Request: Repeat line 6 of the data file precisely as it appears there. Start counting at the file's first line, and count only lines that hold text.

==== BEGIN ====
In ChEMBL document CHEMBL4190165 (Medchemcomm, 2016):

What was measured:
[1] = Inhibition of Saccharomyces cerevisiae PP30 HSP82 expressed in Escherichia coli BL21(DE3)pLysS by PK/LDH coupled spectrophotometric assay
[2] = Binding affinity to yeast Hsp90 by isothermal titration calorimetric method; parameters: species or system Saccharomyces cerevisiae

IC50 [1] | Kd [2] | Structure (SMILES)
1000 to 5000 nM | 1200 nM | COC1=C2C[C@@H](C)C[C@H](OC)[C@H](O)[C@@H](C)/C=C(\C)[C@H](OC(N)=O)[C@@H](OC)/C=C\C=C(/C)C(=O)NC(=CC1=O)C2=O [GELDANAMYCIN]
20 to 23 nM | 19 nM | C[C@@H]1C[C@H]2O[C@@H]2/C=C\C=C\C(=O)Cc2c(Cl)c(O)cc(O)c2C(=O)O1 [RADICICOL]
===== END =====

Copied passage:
1000 to 5000 nM | 1200 nM | COC1=C2C[C@@H](C)C[C@H](OC)[C@H](O)[C@@H](C)/C=C(\C)[C@H](OC(N)=O)[C@@H](OC)/C=C\C=C(/C)C(=O)NC(=CC1=O)C2=O [GELDANAMYCIN]